In 1909, when young Paiute Indian Willie Boy returns to his California reservation to be with Lola, whose father disapproves of him, a killing in self defense takes place, triggering a massive man hunt for Willie.
A biplane pilot who had missed flying in WWI takes up barnstorming and later a movie career in his quest for the glory he had missed, eventually getting a chance to prove himself in a film ... See full summary »
A vicious Kansas City slaughterhouse owner and his hick family are having a bloody "beef" with the Chicago crime syndicate over profits from their joint illegal operations. Top enforcer Nick Devlin is sent to straighten things out.
It's time again for California's "Young American Miss" beauty pageant, the biggest event of the year for Big Bob Freelander and Brenda DiCarlo, who give their all to put on a successful ... See full summary »
A mountain man who wishes to live the life of a hermit becomes the unwilling object of a long vendetta by the Crow tribe, and proves to be a match for their warriors in single combat on the early frontier.
David Chappellet is a mean-spirited skier, who profits from another skier's injury to gain a spot on the American Olympic team. His roommate sums up his goals when he observes of David, "He's not for the team, and he never will be"; but precisely who the David is that David is so fiendishly striving for we're never to learn. He develops a short-lived relationship with Carole Stahl, a glamorous European woman even more capricious than himself. Chappellet's identity trouble are exacerbated by the fact that he is an "Event" as well as a personality; and more astute minds than his own have difficulty where the one leaves off and the other takes over. Director Michael Richie's ("The Candidate") feature film debut.Written by
The movie's name was changed to "Downhill Racer" from its source Oakley Hall 1963 novel title of "The Downhill Racers" though the two titles still remained quite similar to each other. This ends up working since the title character is really in it for himself, and sets himself apart from the other skiers (with bad attitude and apt skills) from the very beginning. See more »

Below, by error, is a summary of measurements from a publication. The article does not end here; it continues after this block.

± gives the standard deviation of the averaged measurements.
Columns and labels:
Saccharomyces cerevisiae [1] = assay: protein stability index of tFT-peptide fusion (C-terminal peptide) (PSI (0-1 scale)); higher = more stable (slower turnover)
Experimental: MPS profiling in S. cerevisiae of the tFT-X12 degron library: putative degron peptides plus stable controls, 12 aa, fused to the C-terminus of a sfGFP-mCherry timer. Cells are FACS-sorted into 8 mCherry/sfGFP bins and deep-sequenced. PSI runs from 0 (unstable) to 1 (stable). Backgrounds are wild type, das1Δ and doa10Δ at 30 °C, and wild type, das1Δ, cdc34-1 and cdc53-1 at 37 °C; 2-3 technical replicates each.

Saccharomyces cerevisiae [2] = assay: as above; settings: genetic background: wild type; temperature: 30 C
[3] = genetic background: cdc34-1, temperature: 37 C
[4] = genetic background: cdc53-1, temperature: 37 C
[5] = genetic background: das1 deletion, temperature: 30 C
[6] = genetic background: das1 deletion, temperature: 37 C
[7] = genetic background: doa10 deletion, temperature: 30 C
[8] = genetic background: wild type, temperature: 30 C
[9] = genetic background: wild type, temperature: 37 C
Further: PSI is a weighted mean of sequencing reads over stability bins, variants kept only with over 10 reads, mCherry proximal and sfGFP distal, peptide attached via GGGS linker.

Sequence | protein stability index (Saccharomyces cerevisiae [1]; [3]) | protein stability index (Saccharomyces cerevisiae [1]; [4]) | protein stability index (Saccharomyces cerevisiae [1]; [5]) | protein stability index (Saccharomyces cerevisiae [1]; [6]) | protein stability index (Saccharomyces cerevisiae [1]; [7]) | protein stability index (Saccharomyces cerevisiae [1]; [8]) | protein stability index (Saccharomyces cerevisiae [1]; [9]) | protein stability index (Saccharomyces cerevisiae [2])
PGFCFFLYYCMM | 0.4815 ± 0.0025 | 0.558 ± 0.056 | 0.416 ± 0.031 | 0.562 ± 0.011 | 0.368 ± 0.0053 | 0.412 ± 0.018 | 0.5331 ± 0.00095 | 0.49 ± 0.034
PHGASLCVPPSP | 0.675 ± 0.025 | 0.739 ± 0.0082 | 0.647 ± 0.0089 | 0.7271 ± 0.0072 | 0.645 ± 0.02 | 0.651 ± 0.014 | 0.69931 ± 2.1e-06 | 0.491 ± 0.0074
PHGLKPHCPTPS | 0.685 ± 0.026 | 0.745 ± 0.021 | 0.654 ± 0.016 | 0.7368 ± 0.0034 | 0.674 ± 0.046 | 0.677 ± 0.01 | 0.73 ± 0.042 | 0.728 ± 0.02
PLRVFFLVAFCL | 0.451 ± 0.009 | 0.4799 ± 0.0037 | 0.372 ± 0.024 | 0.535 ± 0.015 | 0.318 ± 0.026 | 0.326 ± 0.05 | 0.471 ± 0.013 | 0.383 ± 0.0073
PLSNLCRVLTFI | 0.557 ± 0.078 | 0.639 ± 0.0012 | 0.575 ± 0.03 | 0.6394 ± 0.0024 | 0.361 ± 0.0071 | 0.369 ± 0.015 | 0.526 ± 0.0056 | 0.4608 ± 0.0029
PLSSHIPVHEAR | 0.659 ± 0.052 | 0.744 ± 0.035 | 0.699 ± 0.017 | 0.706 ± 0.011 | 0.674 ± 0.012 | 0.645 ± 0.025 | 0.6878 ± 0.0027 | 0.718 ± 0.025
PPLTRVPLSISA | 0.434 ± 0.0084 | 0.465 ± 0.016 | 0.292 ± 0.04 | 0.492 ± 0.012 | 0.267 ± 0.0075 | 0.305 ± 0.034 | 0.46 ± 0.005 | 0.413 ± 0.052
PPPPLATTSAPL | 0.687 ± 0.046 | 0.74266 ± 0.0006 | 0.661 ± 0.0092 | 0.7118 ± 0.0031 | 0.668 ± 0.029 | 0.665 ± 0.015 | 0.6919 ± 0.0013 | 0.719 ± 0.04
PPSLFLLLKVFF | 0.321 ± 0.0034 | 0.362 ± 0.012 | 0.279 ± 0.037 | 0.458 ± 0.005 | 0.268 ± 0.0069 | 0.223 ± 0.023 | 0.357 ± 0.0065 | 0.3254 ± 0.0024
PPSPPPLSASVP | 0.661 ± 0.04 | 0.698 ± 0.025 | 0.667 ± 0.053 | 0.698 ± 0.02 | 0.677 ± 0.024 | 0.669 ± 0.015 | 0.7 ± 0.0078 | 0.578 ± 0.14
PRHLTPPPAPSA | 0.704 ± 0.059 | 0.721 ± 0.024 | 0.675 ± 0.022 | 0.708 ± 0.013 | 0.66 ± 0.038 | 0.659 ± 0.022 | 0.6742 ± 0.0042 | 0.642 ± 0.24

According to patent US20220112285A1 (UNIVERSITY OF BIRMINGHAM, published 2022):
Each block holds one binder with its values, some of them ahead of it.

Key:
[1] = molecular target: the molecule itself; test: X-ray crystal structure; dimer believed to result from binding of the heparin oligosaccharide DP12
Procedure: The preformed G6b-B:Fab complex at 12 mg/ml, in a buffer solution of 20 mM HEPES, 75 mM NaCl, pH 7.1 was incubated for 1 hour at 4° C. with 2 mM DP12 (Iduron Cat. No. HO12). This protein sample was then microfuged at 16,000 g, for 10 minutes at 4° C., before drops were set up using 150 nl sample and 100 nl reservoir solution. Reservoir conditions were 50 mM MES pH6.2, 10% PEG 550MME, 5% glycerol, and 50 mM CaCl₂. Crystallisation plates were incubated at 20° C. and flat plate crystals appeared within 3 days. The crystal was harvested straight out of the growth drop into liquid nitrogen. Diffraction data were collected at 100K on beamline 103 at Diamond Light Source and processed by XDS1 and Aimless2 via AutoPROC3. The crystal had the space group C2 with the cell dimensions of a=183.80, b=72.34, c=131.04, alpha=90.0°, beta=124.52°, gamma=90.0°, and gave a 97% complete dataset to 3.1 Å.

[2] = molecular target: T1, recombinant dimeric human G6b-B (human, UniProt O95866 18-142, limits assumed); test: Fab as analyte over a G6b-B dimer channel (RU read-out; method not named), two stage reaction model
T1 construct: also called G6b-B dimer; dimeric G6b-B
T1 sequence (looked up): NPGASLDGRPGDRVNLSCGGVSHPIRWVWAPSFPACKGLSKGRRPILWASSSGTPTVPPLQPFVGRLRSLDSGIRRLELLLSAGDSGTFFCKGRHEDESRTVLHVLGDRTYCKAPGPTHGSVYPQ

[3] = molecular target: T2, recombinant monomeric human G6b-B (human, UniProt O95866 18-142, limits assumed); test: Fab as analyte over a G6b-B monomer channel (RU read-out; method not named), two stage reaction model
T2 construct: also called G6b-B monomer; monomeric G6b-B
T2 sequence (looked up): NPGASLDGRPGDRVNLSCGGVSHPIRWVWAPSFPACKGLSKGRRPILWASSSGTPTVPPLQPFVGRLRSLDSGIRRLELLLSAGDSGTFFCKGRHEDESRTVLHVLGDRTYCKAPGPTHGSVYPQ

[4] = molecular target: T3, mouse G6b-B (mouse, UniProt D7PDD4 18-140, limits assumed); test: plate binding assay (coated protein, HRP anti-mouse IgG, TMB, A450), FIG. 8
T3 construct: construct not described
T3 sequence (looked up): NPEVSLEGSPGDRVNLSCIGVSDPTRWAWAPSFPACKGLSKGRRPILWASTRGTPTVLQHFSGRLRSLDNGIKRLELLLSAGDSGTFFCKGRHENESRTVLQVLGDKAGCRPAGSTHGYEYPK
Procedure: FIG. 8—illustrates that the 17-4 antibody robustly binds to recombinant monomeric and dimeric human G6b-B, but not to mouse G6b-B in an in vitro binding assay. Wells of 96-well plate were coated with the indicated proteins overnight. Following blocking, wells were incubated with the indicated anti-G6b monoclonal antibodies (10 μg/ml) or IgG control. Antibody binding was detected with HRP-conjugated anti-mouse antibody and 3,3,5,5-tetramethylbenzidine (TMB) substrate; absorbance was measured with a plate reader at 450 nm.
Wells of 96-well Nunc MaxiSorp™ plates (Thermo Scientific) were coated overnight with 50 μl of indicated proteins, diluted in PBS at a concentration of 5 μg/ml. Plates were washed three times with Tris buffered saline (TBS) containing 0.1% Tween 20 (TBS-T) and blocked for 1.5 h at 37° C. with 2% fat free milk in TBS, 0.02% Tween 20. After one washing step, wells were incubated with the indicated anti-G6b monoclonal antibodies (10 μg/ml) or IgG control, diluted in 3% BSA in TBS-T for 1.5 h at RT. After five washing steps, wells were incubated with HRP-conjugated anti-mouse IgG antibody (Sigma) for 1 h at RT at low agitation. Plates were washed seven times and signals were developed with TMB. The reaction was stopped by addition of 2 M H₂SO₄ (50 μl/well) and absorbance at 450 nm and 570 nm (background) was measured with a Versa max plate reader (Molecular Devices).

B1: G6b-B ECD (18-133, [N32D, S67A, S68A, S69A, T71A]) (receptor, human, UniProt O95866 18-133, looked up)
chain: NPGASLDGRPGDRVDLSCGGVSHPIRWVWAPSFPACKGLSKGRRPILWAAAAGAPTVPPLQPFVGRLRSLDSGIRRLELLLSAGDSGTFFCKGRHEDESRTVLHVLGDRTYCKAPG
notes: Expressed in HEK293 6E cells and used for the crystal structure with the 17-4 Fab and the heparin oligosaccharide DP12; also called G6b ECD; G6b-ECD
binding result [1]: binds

Creech starts his final run wearing bib #16. When he crashes, he is wearing #11. See more »
[Making some public appearances before various business groups in an effort to garner financial support for the U.S. ski team]
The Europeans simply can't understand why... this country doesn't turn out the world's greatest ski teams. And I'm ashamed to tell 'em the truth. We have the mountains, we have the men, we have the muscle. We don't have the money in this richest nation in the world. Every racer... on a well-equipped winning team... is a foreign sales representative for U.S. ski products....
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This is not your typical sports film, which I think accounts for some of the negative reactions from viewers who expected a rah-rah, underdog-coming-from-behind-to-win tale. It's a dark and ironic story.
Essentially, the movie is a meditation on the "bitch-goddess Success." Redford plays an unlikable character: an overgrown child with no interest in any person or thing other than himself; a taciturn athlete who probably deserves to be called "inarticulate," though it's hard to say, as he clearly has no thoughts to articulate anyway. The dark irony of the film is that he *wins* ... and does so rather more because of, rather than in spite of, his failures as a human being.
As Francis Bacon wrote (400 years ago): "Young men worship the 'bitch-goddess success.' We spend most all of our life pursuing her and only a few succeed in catching her. This goddess demands exclusive worship, and thus, other life pursuits are often left, much to our regret in later life. So, too, this exclusive pursuit can leave us morally flabby."
The movie is also interesting as a reasonably-accurate depiction of the top level of ski racing as it existed in the late '60s. (Incidentally, he's not a professional -- ski racing and, more importantly, the Olympics were amateur at the time; and the event is Downhill (as in the title), not Super-G, which didn't even exist until 20 years later).
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